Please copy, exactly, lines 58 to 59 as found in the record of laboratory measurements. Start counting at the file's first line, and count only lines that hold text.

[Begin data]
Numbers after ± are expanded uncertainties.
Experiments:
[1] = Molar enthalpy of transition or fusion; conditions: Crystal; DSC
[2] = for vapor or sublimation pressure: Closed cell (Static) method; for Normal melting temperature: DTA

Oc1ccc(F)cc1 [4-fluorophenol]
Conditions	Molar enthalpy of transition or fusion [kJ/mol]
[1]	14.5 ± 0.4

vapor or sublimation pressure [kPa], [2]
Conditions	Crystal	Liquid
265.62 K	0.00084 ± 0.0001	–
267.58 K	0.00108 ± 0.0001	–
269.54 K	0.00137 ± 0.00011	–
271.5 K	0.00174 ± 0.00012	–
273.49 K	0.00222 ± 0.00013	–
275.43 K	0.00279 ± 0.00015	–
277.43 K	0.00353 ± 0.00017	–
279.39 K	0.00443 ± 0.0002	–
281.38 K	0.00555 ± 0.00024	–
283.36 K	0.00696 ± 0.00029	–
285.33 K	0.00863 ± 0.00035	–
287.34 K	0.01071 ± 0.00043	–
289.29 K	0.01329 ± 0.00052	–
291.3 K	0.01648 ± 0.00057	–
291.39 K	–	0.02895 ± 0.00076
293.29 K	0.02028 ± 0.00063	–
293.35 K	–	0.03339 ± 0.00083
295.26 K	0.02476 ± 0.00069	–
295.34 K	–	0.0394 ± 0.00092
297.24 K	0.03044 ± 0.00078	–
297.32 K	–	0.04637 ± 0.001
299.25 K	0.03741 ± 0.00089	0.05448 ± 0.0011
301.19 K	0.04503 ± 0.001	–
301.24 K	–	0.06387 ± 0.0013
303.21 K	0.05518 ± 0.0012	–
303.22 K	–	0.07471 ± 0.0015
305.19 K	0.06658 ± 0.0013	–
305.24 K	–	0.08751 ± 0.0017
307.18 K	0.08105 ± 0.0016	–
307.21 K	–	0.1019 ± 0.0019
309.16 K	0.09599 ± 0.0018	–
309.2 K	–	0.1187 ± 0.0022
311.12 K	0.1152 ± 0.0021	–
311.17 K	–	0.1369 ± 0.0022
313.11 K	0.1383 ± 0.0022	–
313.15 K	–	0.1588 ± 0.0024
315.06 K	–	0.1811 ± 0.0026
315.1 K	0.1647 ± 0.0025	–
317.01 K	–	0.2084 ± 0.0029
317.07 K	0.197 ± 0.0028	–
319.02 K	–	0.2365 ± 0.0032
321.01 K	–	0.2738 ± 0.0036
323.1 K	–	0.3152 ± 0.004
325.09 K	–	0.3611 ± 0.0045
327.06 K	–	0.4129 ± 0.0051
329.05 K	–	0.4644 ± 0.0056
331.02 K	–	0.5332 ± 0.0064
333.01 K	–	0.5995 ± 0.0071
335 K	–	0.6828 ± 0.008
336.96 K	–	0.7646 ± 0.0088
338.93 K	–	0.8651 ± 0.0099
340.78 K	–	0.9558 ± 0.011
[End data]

335 K	–	0.6828 ± 0.008
336.96 K	–	0.7646 ± 0.0088